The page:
The Temperate Database is in the process of being updated, with new records being added and old ones being checked and brought up to date where necessary. This record has not yet been checked and updated.
Lathyrus quinquenervius is a Perennial up to 0.60 metres tall.
It has edible uses.
Although no records of toxicity have been found for this plant, the seed of some species in this genus contain a toxic amino acid that can cause a severe disease of the nervous system known as 'lathyrism' if they are eaten in large amounts (although small quantities are said to be nutritious)[
]. Great caution is advised.
E. Asia - China, Japan, Korea.
Wet grassy places and thickets by rivers in lowland C. and S. Japan[
]. Hill slopes, forest and road sides to elevations of 2500 metres in northern China[
We have very little information on this species and do not know if it will be hardy in Britain, though judging by its native range it should succeed outdoors at least in the milder parts of the country. Plants succeed in wet soils in Japan and so it is worth trying them in such conditions in Britain[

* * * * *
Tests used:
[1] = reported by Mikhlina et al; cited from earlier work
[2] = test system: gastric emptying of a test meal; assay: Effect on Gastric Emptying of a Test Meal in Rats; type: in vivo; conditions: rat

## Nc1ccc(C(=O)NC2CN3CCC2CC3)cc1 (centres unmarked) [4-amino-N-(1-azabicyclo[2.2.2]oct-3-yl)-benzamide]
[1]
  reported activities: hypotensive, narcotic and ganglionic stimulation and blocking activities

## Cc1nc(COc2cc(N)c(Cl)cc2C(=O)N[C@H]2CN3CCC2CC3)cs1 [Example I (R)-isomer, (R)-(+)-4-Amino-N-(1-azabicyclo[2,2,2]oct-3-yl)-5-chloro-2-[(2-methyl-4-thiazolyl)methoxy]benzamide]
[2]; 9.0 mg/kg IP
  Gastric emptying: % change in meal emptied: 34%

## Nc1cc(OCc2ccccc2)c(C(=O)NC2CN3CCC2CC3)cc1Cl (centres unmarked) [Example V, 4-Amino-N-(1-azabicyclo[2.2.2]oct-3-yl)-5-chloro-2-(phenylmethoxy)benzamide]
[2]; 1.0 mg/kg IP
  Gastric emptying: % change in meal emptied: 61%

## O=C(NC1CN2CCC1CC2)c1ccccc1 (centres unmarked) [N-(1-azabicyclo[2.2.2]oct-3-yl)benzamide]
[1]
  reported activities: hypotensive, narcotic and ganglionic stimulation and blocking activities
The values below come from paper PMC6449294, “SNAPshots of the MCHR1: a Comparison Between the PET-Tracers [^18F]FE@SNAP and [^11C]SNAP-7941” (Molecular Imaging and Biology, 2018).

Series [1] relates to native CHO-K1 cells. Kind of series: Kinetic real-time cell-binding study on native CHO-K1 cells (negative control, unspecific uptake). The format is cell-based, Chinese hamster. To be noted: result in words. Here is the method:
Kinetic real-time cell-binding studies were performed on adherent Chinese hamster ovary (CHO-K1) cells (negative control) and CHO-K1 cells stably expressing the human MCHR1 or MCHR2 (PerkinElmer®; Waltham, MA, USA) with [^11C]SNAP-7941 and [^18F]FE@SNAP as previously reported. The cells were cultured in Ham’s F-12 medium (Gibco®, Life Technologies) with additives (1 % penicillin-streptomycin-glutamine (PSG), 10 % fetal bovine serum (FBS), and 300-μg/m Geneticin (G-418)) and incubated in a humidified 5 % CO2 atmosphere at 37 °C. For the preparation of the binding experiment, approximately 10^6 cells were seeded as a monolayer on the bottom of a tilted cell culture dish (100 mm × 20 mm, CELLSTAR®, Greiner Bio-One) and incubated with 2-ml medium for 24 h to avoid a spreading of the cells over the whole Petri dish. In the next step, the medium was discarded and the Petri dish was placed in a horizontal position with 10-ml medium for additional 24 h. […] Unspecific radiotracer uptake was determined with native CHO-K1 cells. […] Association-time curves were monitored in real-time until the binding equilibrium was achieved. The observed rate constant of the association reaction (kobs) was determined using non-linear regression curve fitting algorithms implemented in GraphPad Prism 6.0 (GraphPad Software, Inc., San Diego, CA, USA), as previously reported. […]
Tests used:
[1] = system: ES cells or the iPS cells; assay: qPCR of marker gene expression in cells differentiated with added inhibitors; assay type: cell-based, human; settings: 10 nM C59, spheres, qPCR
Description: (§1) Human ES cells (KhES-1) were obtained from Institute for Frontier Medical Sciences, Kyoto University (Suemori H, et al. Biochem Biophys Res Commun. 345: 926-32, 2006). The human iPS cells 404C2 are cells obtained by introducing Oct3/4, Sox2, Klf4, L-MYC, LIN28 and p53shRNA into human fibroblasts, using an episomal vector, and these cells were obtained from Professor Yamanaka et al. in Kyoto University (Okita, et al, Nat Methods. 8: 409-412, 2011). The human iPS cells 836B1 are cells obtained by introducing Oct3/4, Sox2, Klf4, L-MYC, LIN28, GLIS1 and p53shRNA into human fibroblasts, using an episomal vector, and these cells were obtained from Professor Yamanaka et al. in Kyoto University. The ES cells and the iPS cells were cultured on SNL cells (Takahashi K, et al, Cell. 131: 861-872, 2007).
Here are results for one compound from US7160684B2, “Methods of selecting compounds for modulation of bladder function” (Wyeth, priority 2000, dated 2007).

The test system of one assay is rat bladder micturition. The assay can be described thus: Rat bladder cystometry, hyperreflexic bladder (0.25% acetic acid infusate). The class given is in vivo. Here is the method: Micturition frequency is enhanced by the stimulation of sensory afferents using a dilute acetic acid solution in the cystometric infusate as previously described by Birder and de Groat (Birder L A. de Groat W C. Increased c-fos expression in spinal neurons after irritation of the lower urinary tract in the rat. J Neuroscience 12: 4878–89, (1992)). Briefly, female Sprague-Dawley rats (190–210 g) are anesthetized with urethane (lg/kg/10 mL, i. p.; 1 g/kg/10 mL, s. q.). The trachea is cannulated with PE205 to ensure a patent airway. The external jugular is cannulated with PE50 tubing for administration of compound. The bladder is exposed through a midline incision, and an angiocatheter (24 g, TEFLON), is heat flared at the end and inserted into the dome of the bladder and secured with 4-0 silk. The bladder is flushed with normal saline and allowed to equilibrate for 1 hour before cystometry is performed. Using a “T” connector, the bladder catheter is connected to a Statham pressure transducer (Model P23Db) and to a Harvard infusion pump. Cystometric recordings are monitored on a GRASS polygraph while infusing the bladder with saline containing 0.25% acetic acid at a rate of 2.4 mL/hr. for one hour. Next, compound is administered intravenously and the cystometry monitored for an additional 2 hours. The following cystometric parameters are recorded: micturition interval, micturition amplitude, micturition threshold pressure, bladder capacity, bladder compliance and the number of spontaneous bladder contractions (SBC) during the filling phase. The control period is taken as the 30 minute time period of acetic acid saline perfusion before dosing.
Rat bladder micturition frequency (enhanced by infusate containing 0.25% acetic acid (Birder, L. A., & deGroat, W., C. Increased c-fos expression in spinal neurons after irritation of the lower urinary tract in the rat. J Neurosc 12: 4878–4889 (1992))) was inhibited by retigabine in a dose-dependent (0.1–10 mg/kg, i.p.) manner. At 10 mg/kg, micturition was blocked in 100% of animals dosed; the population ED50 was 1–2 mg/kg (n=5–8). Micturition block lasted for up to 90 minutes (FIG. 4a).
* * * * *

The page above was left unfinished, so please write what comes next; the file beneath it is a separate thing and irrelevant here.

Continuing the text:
]. The following notes are based on the general needs of the genus.
An easily grown plant, succeeding in any moderately good garden soil but preferring a position in full sun[
This species has a symbiotic relationship with certain soil bacteria, these bacteria form nodules on the roots and fix atmospheric nitrogen. Some of this nitrogen is utilized by the growing plant but some can also be used by other plants growing nearby[
Seed - cooked[
]. Some caution is advised, see the notes above on toxicity.
Leaves and young stems - cooked[
Pre-soak the seed for 24 hours in warm water and then sow in early spring in a cold frame[
]. When they are large enough to handle, prick the seedlings out into individual pots and plant them out in the summer.
If you have sufficient seed, then it can also be sown in situ in mid spring[
Division in spring. It may not transplant well so care should be taken[